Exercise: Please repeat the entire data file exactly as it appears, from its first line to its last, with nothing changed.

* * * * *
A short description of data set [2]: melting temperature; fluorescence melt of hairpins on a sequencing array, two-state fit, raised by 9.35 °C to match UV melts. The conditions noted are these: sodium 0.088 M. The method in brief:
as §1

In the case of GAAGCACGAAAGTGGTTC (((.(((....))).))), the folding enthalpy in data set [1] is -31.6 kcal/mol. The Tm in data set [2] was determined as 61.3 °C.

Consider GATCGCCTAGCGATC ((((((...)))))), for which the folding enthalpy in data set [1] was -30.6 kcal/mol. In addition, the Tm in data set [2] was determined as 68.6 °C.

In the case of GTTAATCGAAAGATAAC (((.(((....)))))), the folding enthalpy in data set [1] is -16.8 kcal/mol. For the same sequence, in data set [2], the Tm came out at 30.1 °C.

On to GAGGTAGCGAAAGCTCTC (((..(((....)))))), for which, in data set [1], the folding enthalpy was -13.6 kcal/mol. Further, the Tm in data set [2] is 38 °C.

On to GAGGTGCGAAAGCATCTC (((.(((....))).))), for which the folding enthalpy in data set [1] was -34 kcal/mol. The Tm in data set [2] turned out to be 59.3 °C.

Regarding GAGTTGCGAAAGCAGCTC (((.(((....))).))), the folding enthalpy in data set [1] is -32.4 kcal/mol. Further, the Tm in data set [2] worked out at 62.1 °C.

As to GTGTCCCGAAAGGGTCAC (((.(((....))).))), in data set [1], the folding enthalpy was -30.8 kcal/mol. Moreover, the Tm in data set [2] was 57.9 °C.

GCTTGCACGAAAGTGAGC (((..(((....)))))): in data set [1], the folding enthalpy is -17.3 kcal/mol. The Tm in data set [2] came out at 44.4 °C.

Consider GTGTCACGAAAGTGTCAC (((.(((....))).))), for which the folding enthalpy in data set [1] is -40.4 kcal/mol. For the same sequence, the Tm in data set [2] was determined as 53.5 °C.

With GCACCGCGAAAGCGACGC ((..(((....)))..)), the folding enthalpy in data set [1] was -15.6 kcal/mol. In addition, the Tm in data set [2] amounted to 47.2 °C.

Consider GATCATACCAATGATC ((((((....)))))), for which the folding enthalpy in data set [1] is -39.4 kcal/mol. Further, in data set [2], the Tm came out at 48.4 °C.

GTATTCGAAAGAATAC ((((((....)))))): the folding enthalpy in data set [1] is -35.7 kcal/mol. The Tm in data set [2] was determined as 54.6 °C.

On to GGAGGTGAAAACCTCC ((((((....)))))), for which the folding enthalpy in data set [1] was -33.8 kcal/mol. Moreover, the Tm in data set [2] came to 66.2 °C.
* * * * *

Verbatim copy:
A short description of data set [2]: melting temperature; fluorescence melt of hairpins on a sequencing array, two-state fit, raised by 9.35 °C to match UV melts. The conditions noted are these: sodium 0.088 M. The method in brief:
as §1

In the case of GAAGCACGAAAGTGGTTC (((.(((....))).))), the folding enthalpy in data set [1] is -31.6 kcal/mol. The Tm in data set [2] was determined as 61.3 °C.

Consider GATCGCCTAGCGATC ((((((...)))))), for which the folding enthalpy in data set [1] was -30.6 kcal/mol. In addition, the Tm in data set [2] was determined as 68.6 °C.

In the case of GTTAATCGAAAGATAAC (((.(((....)))))), the folding enthalpy in data set [1] is -16.8 kcal/mol. For the same sequence, in data set [2], the Tm came out at 30.1 °C.

On to GAGGTAGCGAAAGCTCTC (((..(((....)))))), for which, in data set [1], the folding enthalpy was -13.6 kcal/mol. Further, the Tm in data set [2] is 38 °C.

On to GAGGTGCGAAAGCATCTC (((.(((....))).))), for which the folding enthalpy in data set [1] was -34 kcal/mol. The Tm in data set [2] turned out to be 59.3 °C.

Regarding GAGTTGCGAAAGCAGCTC (((.(((....))).))), the folding enthalpy in data set [1] is -32.4 kcal/mol. Further, the Tm in data set [2] worked out at 62.1 °C.

As to GTGTCCCGAAAGGGTCAC (((.(((....))).))), in data set [1], the folding enthalpy was -30.8 kcal/mol. Moreover, the Tm in data set [2] was 57.9 °C.

GCTTGCACGAAAGTGAGC (((..(((....)))))): in data set [1], the folding enthalpy is -17.3 kcal/mol. The Tm in data set [2] came out at 44.4 °C.

Consider GTGTCACGAAAGTGTCAC (((.(((....))).))), for which the folding enthalpy in data set [1] is -40.4 kcal/mol. For the same sequence, the Tm in data set [2] was determined as 53.5 °C.

With GCACCGCGAAAGCGACGC ((..(((....)))..)), the folding enthalpy in data set [1] was -15.6 kcal/mol. In addition, the Tm in data set [2] amounted to 47.2 °C.

Consider GATCATACCAATGATC ((((((....)))))), for which the folding enthalpy in data set [1] is -39.4 kcal/mol. Further, in data set [2], the Tm came out at 48.4 °C.

GTATTCGAAAGAATAC ((((((....)))))): the folding enthalpy in data set [1] is -35.7 kcal/mol. The Tm in data set [2] was determined as 54.6 °C.

On to GGAGGTGAAAACCTCC ((((((....)))))), for which the folding enthalpy in data set [1] was -33.8 kcal/mol. Moreover, the Tm in data set [2] came to 66.2 °C.